The Descendants is Mostly Great: a Recommendation from Steve

The Descendants, starring George Clooney, is mostly great and nearly made it into my top 3 for the year, maybe even all the way to No. 1. It turns out that “mostly” and “nearly” are fairly important modifiers. Fortunately, most of the movie is wonderful. Unfortunately, the parts that aren’t wonderful are remarkably weak. Much like in The Help, I find it stupefying that a movie could contain material that felt so brilliant and true along side material that felt so banal and false. Again, fortunately, most of the movie falls in the first category, so overall I do highly recommend it. Just be prepared to cringe once in a while.

Let’s start with the good stuff. That conversation clearly begins with Clooney. He is terrific, quite deserving of the Best Actor nomination. He has to juggle an amazing array of emotions with out being too obvious about any of them. His character, Matt King, faces not only a wife in a coma due to a boating accident, but also the news that she had been cheating on him. Her condition forces him to be the primary parent for two daughters (ages 17 and 10) that he barely knows because he has been so focused on his work as a lawyer. At the same time, his extended family is awaiting his decision as the sole trustee for the family’s trust that includes a large parcel of undeveloped land in Hawaii. A change in the law requires them to sell the land within seven years or lose it. A few want to keep it undeveloped, most want it sold so they can enjoy the millions that it will bring to the family. Add to this the need to decide about taking his wife off of life support and an encounter with the man his wife was have the affair with and Matt has more on his plate than anyone should have to deal with. Clooney’s ability to present the layers of emotions that all of these plot points bring out is the greatest asset of this mostly great movie.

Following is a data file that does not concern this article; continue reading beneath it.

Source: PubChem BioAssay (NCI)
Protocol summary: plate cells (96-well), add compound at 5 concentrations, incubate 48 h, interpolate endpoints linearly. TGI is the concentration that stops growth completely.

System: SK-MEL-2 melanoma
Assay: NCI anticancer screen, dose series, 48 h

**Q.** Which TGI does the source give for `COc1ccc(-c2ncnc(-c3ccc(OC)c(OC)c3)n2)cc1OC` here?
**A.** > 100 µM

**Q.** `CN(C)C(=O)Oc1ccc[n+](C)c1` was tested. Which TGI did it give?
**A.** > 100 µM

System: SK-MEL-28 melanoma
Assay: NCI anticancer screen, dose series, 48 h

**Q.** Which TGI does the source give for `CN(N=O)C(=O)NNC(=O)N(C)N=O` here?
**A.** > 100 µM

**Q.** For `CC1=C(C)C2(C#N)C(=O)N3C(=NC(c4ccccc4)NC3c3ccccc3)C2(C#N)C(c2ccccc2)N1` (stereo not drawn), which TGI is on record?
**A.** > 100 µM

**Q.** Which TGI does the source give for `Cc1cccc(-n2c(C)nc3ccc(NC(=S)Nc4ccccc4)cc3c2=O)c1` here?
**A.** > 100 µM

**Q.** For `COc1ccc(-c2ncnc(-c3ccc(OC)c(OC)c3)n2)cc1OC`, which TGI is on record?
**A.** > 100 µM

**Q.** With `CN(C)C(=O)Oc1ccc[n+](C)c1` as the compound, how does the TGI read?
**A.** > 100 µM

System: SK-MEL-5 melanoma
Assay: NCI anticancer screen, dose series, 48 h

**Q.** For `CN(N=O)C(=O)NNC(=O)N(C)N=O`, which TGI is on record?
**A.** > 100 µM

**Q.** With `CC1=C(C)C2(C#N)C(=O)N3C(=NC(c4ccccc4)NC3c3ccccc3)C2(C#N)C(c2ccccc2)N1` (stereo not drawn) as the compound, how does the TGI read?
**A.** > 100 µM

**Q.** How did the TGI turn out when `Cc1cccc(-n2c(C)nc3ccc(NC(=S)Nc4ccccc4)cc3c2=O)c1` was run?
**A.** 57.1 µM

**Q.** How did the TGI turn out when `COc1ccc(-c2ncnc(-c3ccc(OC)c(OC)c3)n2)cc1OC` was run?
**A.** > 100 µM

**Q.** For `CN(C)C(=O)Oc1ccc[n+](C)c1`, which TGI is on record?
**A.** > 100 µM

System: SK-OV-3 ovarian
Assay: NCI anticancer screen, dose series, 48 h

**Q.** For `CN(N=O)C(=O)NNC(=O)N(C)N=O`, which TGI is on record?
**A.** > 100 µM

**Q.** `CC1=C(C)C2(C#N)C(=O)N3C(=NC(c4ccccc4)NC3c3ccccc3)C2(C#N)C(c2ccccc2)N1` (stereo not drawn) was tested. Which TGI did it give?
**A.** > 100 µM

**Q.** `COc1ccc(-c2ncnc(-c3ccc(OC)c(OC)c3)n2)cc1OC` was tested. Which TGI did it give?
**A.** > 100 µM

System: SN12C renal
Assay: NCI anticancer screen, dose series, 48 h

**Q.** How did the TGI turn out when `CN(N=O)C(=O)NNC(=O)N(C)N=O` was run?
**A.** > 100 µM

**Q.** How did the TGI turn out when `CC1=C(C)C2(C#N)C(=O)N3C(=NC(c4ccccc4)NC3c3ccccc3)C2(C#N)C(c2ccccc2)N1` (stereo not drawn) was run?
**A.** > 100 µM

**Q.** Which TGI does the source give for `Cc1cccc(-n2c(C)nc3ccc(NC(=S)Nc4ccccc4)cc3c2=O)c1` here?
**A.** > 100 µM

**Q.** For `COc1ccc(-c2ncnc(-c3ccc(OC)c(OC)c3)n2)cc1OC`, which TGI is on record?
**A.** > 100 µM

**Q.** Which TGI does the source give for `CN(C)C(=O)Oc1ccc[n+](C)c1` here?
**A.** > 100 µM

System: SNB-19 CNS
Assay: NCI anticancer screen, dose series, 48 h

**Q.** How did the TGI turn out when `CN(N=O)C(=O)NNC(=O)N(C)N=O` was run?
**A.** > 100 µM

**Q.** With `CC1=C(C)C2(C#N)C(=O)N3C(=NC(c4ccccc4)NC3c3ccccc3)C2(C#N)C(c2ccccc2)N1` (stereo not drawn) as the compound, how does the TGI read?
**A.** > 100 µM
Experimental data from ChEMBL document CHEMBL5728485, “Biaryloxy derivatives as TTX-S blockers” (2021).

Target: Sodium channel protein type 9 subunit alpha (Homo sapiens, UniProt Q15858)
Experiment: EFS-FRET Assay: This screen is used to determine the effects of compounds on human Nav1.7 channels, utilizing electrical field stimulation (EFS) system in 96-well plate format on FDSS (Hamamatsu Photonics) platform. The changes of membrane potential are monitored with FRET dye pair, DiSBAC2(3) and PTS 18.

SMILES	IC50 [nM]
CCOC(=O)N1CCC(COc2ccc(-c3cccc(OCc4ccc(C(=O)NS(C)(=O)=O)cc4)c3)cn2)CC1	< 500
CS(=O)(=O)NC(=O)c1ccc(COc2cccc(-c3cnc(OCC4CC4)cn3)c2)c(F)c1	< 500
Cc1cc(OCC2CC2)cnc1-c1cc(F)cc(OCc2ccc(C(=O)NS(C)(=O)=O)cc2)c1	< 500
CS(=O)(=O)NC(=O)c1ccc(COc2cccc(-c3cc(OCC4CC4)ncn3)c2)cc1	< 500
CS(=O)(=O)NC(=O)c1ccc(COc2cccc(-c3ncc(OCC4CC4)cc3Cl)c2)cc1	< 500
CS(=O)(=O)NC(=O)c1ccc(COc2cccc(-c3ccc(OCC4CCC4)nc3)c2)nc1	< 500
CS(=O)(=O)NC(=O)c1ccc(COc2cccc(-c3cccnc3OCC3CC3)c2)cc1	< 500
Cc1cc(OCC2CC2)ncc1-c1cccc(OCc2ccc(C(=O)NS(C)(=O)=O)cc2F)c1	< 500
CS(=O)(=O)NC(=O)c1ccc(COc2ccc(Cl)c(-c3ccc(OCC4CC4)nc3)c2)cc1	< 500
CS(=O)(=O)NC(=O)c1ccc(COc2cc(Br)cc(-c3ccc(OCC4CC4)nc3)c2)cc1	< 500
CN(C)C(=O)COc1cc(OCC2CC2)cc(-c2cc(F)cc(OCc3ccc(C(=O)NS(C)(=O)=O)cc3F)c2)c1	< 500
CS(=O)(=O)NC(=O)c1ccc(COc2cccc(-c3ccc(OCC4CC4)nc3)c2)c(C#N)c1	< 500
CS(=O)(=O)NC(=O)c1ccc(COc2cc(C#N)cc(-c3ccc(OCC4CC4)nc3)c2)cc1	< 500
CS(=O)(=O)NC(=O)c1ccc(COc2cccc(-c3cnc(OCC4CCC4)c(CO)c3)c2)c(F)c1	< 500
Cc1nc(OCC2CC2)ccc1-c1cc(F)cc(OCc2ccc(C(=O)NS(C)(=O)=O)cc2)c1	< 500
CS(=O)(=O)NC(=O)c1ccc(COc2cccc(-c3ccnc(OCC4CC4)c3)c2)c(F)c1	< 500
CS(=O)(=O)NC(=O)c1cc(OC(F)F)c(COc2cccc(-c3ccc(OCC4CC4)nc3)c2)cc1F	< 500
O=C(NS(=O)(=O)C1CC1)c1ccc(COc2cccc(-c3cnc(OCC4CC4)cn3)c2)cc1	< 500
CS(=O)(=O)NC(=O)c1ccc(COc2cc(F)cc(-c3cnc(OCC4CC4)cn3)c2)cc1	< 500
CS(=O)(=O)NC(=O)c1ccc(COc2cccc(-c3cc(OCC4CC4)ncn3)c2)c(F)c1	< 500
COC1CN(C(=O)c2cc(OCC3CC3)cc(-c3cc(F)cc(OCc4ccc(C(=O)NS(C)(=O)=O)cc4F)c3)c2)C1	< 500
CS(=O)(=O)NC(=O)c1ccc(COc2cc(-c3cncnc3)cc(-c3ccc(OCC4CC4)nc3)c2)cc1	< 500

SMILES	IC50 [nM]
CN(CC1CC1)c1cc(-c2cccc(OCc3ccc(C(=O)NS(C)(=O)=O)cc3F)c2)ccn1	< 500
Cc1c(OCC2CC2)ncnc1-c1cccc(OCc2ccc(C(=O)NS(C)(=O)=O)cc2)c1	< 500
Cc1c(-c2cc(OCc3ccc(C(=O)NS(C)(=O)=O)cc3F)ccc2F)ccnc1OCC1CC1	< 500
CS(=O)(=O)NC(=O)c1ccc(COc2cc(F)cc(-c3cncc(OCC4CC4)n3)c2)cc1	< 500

We’ve come to expect that kind of performance from Clooney. Unexpected, but no less amazing, is Shailene Woodley’s performance as Alexandra, the older daughter. She is the one who must break the news of her mother’s affair. She does a masterful job as a teenager struggling to grow up and trying to make sense of how she feels about her dying mother. Matthew Lillard, as the man in the affair, and Judy Greer, as his wife, give strong performances. Beau Bridges, as Hugh, the only cousin who gets enough screen time to get a sense of his character, is also quite good. In addition to those fine performances, the movie also excels in presenting in presenting the complexity of life. The bottom line seems to be that grace is possible. We can move on from the things we have messed up and strive to live in a better way. All of that, along with Alexander Payne’s assured sense of direction, makes this a movie well worth seeing.

Why then the “mostly” and “nearly” qualifiers at the beginning of this recommendation? As wonderful as so much of this movie was, it was kept from true greatness by the incredible ineptitude in presenting a number of the supporting characters. Although, the younger daughter Scottie and Alexandra’s friend Sid grew on me, there was too much that felt false and forced about their characters. This was also true for Matt’s father-in-law, Kai and Mark (friends of Matt and his wife), Scottie’s teacher and counselor, and Alex’s dorm supervisor. That is just too many weak characters, minor though some of them are, to call this a truly great movie. I think the problem lies with the writing, not the acting. There is a rule of thumb that multiple writers for a movie is a sign of trouble. This movie lists three writers in the credits. Interestingly, they are nominated for Best Adapted Screenplay. For about 80% of the movie they deserve an Oscar, but for the other 20% I’m not sure they even deserve the nomination. Yes, I thought it was that bad! The weak writing showed up not just in the characters, but in the plot as well. The big family meeting to decide about the land sale fell on the same day that the life support was removed from Matt’s wife. Sure, it created dramatic tension, but it also felt incredibly contrived. They had seven years to make a decision, so what family would be heartless enough not o postpone the meeting. Things like that drag the movie down, but not too far. It is, indeed, mostly great and lands in my top 5 for the year.


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